The critical question here is what you did after making changes to the files. If you created a commit which contained the new state of the files, then you should be able to get them back by looking through the recent entries in
git reflog, finding the SHA1sum of the commit and then creating a new branch from that with
git branch recovered <SHA1sum>, or similar. There's an example of doing this in this answer.
If you did
git add on any of the files to stage them, you should also be able to get them back, but this is rather more work - Jakub describes how to do this in this answer.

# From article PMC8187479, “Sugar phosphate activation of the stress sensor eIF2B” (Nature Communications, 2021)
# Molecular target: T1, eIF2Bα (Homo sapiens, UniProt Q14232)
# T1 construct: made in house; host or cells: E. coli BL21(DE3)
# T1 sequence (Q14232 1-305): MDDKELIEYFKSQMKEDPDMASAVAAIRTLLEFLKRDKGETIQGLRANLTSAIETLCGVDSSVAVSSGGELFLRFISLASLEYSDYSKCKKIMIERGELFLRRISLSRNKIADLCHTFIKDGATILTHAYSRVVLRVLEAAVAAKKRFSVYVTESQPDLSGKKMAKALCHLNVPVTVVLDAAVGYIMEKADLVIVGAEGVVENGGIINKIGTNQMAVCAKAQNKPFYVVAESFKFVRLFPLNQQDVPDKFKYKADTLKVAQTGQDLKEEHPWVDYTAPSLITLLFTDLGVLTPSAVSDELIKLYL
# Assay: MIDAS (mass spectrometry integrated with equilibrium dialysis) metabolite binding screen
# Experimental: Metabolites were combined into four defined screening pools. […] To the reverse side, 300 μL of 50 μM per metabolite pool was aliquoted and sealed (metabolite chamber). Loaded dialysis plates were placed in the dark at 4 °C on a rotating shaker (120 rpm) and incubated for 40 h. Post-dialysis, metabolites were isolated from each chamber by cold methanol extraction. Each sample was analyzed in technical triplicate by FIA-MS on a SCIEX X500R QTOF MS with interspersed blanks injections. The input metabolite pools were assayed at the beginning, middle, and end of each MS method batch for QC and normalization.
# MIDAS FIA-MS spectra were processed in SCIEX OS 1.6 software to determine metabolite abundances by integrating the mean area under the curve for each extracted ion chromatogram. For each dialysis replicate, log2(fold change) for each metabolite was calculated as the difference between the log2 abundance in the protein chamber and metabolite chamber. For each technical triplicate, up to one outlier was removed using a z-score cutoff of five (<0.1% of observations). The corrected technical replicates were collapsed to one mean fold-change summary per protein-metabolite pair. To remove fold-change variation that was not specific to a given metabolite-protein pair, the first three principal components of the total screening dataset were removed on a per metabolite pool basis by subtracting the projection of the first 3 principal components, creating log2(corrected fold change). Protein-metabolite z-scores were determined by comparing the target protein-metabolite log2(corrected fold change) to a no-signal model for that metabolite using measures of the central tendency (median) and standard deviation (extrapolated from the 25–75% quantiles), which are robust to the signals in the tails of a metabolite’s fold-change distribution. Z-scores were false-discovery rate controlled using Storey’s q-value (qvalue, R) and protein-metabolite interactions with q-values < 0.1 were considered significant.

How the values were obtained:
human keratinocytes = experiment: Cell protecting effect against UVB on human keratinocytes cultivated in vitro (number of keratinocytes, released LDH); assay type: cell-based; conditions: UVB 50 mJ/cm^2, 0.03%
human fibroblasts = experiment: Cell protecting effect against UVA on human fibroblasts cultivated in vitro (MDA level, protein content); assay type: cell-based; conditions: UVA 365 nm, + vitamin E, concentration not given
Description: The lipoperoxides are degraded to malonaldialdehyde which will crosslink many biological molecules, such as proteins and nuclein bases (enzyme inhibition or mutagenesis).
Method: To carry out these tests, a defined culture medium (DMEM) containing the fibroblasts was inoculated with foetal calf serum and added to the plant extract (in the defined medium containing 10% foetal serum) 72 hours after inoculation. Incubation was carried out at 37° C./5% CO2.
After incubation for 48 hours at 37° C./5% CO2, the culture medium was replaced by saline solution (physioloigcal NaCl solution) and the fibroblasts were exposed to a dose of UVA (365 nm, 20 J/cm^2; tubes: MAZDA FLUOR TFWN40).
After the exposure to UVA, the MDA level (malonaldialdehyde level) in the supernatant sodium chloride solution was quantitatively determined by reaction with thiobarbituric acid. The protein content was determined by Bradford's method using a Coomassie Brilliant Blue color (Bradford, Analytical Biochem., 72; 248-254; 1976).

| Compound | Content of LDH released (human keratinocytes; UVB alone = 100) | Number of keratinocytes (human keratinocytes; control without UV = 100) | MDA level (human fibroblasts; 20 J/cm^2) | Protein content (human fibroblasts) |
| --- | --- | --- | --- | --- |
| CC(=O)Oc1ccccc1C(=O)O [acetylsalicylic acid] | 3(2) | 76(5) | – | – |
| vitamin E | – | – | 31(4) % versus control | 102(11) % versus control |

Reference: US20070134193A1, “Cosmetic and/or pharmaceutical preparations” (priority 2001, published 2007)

If you happened to do a
git stash to give yourself a clean status, then of course you can get it back as you would any other stash.
Otherwise, I'm afraid that the news is not good.
I hope it's not infuriating to point this out post-hoc, but to just switch back to the
master branch, you shouldn't have needed to use any command that might lose you data -
git checkout master would have told you that you were already on the master branch, and show any uncommitted changes. (Arguably
git reset --hard should have a "Yes, I really mean this" confirmation if there are uncommitted changes, given how often people
^WI lose data this way.)